• Storage facilities: The UK has just been through this itself. A lack of energy storage facilities leaves a massive problem in keeping up with demand and storing sufficient supplies. Any storage disruptions will make the energy market more volatile.

The UK energy prices increased quickly because it found itself faced with a few of these volatility factors at once. The growing demand, political events, storage issues, and a harsh winter all played a role in the sudden increase in business electricity prices.

What Are the Latest Business Energy Rates?


Here we will guide you through the latest business electricity rates. But please keep in mind that this is simply a guide and your overall cost will depend on your usage and the business electricity supply market.

The below business electricity prices are based on an average annual usage per business size:

  • Micro businesses: 44.9p (price per kWh) – £4,836 per year (average annual: 10,000 kWh)
  • Small Business: 40.7p (price per kWh) – £8,565 per year (average annual: 20,000 kWh)
  • Medium business: 34.6p (price per kWh) – £14,214 per year (average annual: 40,000 kWh)
  • Large Business: 36.1p (price per kWh) – £20,359per year (average annual: 40,000 kWh)

You need to compare SME business energy prices to understand the exact needs of your business.

That along with a business utilities comparison will give you a much clearer picture of what you need, what business electricity tariffs you should be paying, and the best providers for the job.


Moving onto business gas rates. Understanding your usage and what it is going to cost is a vital part of understanding your business budgets.

Let’s take a look at the average gas rates to give you a roundabout idea of where you stand:

  • Micro businesses: 18.6p (price per kWh) – £2,130 per year (average annual: 10,000 kWh)
  • Small Business: 13.1p (price per kWh) – £3,436 per year (average annual: 25,000 kWh)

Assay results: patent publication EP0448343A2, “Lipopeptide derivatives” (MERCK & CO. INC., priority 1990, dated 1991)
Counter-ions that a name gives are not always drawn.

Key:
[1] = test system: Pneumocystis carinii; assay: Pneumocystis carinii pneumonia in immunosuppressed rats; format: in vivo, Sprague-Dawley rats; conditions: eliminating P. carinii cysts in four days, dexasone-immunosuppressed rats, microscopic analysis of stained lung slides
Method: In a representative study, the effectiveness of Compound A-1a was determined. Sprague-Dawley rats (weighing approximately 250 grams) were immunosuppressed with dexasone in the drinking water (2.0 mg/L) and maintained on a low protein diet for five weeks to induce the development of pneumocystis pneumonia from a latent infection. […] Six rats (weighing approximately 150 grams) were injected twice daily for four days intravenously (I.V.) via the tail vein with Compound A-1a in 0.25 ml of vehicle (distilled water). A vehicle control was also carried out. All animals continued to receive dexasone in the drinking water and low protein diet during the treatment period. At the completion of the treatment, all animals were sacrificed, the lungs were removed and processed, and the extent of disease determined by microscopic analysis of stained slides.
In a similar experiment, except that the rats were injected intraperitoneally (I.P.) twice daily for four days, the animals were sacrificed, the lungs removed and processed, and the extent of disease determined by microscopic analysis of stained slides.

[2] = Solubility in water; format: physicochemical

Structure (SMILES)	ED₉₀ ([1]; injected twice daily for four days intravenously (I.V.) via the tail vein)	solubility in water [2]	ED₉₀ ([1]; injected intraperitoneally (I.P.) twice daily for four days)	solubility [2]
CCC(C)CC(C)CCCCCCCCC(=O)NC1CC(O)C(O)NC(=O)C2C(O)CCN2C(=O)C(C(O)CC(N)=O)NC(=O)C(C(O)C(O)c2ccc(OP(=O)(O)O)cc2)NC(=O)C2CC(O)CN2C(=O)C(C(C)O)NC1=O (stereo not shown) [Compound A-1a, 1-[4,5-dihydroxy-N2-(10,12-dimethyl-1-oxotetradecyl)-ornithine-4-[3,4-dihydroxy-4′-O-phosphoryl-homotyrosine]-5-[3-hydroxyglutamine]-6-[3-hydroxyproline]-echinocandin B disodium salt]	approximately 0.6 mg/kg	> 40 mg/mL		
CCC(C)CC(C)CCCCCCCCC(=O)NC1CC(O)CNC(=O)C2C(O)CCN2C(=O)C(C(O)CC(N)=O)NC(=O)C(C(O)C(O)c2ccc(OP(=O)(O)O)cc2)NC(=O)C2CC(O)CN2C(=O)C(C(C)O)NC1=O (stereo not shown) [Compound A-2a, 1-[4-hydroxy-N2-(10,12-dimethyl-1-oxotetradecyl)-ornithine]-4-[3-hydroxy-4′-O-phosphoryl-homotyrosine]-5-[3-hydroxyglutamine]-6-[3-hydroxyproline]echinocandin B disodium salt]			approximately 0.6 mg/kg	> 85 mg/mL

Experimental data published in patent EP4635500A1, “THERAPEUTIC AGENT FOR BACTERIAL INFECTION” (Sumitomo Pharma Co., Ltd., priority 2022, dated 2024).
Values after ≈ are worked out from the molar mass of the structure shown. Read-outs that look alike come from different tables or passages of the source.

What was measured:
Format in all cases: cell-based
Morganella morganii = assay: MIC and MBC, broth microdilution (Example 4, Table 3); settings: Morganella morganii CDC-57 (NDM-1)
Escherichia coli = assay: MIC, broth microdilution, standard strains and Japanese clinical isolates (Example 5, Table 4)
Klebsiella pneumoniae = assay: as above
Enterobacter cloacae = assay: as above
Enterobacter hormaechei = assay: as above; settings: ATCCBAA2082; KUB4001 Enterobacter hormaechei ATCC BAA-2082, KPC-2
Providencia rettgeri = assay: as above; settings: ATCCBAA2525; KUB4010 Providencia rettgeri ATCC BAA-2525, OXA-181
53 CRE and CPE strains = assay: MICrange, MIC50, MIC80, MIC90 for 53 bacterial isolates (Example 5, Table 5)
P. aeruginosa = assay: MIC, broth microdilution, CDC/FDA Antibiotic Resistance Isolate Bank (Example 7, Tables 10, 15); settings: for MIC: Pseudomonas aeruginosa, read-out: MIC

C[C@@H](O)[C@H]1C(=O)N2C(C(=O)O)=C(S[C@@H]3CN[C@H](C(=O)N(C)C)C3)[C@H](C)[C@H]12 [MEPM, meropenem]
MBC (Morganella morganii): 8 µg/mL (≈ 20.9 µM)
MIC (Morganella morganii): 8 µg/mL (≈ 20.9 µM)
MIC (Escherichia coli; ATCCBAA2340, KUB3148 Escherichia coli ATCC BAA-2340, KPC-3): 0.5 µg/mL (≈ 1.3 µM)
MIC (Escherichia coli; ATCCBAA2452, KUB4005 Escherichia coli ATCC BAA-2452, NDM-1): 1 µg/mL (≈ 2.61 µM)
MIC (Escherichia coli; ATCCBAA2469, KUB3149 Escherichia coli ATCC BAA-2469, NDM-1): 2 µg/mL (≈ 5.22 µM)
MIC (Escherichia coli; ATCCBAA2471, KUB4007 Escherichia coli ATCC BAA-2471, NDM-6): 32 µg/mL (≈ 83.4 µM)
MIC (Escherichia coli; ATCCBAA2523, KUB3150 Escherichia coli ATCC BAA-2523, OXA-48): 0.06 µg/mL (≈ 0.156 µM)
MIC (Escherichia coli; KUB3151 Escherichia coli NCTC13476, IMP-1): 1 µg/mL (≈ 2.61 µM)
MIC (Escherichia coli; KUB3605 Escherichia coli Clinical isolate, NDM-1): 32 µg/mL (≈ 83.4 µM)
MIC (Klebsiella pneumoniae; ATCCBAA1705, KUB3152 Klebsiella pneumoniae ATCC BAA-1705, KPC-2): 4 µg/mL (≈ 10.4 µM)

• Medium business: 16.2p (price per kWh) – £8,350 per year (average annual: 40,000 kWh)
  • Large Business: 10.2p (price per kWh) – £7,645 per year (average annual: 40,000 kWh)

As you can see, there is a big difference in price based on business size. It’s vital to do a large business energy comparison to ensure you aren’t paying more than you need to.

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What is the Energy Bill Discount Scheme (EBDS)?

The Energy Bills Discount Scheme (EBDS) is the latest energy support scheme for businesses. The aim is to help large and small businesses struggling to find their way with the rise in energy prices.

The scheme differs from the previous Energy Bill Relief Scheme in that, rather than placing a price cap for business energy, it offers a discount on unit rates for fixed-price contracts that were signed after 1 December 2021.

EBDS provides a discounted rate on a portion of the units as long as they are higher than the minimum threshold.

It’s also down to your business type, with high-incentive energy trade businesses getting a further discount with a lower minimum price threshold.

Here are the basics:

  • Electricity: You’ll get around 2.0p per kWh off based on the difference between the unit rate paid to the business electricity supplier and the wholesale price (Price threshold: 10.70p per kWh).
  • Gas: You can get around 0.7p per kWh off of the difference between the wholesale price and what you pay the energy supplier (Price threshold: 30.20p per kWh).

Unfortunately, if your business is already paying less or the same amount of the price threshold for gas or electricity, you are not eligible for the scheme discount.

Start your journey and compare business gas and electricity rates with Business Energy Comparison today. Use our price comparison tool and in less time than it takes to make a brew, we’ll compile your best prices from the UK’ s best suppliers.

Frequently Asked Questions

Are business electricity prices cheaper than domestic?

Generally, yes, business electricity rates are cheaper than domestic.

What are fixed-term tariffs?

Fixed-term tariffs are often preferred by businesses because they provide protection if there is a sudden increase in energy prices. You will pay a set kWh rate that remains the same, the only variation is in how much energy you use.